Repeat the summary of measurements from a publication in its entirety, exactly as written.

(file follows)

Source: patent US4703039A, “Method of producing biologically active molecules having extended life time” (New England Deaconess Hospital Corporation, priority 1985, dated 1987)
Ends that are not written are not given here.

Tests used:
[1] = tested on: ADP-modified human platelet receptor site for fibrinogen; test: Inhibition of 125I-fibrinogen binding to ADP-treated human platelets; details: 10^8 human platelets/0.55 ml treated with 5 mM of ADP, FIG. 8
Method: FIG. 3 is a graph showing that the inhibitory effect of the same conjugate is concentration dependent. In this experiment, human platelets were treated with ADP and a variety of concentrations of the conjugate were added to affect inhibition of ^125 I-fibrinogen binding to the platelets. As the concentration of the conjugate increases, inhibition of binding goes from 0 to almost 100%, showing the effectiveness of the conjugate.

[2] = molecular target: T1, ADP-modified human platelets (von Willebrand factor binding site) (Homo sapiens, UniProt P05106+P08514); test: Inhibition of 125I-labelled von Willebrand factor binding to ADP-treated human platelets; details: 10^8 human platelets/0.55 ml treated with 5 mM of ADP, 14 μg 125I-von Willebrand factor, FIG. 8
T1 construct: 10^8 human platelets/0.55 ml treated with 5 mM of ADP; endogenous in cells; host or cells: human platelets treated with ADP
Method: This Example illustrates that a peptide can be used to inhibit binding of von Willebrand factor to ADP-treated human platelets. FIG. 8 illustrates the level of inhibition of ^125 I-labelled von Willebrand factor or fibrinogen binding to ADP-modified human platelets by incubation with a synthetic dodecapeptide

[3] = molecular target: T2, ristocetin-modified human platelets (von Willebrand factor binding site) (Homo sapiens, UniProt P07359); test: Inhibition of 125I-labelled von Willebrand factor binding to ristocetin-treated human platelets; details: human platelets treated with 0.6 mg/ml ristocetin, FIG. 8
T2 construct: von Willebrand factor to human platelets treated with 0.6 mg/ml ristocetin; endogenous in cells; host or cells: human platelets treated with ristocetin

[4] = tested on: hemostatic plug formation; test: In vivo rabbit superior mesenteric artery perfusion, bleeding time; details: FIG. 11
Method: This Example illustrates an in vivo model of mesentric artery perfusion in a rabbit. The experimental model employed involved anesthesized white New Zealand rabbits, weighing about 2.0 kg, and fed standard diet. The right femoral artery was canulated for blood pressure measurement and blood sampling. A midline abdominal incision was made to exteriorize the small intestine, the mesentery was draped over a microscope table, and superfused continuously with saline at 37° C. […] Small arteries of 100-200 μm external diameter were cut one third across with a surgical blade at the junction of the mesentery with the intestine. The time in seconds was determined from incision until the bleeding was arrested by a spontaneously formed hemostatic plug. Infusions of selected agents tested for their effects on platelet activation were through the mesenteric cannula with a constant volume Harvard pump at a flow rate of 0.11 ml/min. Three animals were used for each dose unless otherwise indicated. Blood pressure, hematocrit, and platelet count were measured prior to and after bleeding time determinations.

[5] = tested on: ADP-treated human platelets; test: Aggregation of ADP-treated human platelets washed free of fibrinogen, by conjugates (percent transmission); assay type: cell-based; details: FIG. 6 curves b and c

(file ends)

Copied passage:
Source: patent US4703039A, “Method of producing biologically active molecules having extended life time” (New England Deaconess Hospital Corporation, priority 1985, dated 1987)
Ends that are not written are not given here.

Tests used:
[1] = tested on: ADP-modified human platelet receptor site for fibrinogen; test: Inhibition of 125I-fibrinogen binding to ADP-treated human platelets; details: 10^8 human platelets/0.55 ml treated with 5 mM of ADP, FIG. 8
Method: FIG. 3 is a graph showing that the inhibitory effect of the same conjugate is concentration dependent. In this experiment, human platelets were treated with ADP and a variety of concentrations of the conjugate were added to affect inhibition of ^125 I-fibrinogen binding to the platelets. As the concentration of the conjugate increases, inhibition of binding goes from 0 to almost 100%, showing the effectiveness of the conjugate.

[2] = molecular target: T1, ADP-modified human platelets (von Willebrand factor binding site) (Homo sapiens, UniProt P05106+P08514); test: Inhibition of 125I-labelled von Willebrand factor binding to ADP-treated human platelets; details: 10^8 human platelets/0.55 ml treated with 5 mM of ADP, 14 μg 125I-von Willebrand factor, FIG. 8
T1 construct: 10^8 human platelets/0.55 ml treated with 5 mM of ADP; endogenous in cells; host or cells: human platelets treated with ADP
Method: This Example illustrates that a peptide can be used to inhibit binding of von Willebrand factor to ADP-treated human platelets. FIG. 8 illustrates the level of inhibition of ^125 I-labelled von Willebrand factor or fibrinogen binding to ADP-modified human platelets by incubation with a synthetic dodecapeptide

[3] = molecular target: T2, ristocetin-modified human platelets (von Willebrand factor binding site) (Homo sapiens, UniProt P07359); test: Inhibition of 125I-labelled von Willebrand factor binding to ristocetin-treated human platelets; details: human platelets treated with 0.6 mg/ml ristocetin, FIG. 8
T2 construct: von Willebrand factor to human platelets treated with 0.6 mg/ml ristocetin; endogenous in cells; host or cells: human platelets treated with ristocetin

[4] = tested on: hemostatic plug formation; test: In vivo rabbit superior mesenteric artery perfusion, bleeding time; details: FIG. 11
Method: This Example illustrates an in vivo model of mesentric artery perfusion in a rabbit. The experimental model employed involved anesthesized white New Zealand rabbits, weighing about 2.0 kg, and fed standard diet. The right femoral artery was canulated for blood pressure measurement and blood sampling. A midline abdominal incision was made to exteriorize the small intestine, the mesentery was draped over a microscope table, and superfused continuously with saline at 37° C. […] Small arteries of 100-200 μm external diameter were cut one third across with a surgical blade at the junction of the mesentery with the intestine. The time in seconds was determined from incision until the bleeding was arrested by a spontaneously formed hemostatic plug. Infusions of selected agents tested for their effects on platelet activation were through the mesenteric cannula with a constant volume Harvard pump at a flow rate of 0.11 ml/min. Three animals were used for each dose unless otherwise indicated. Blood pressure, hematocrit, and platelet count were measured prior to and after bleeding time determinations.

[5] = tested on: ADP-treated human platelets; test: Aggregation of ADP-treated human platelets washed free of fibrinogen, by conjugates (percent transmission); assay type: cell-based; details: FIG. 6 curves b and c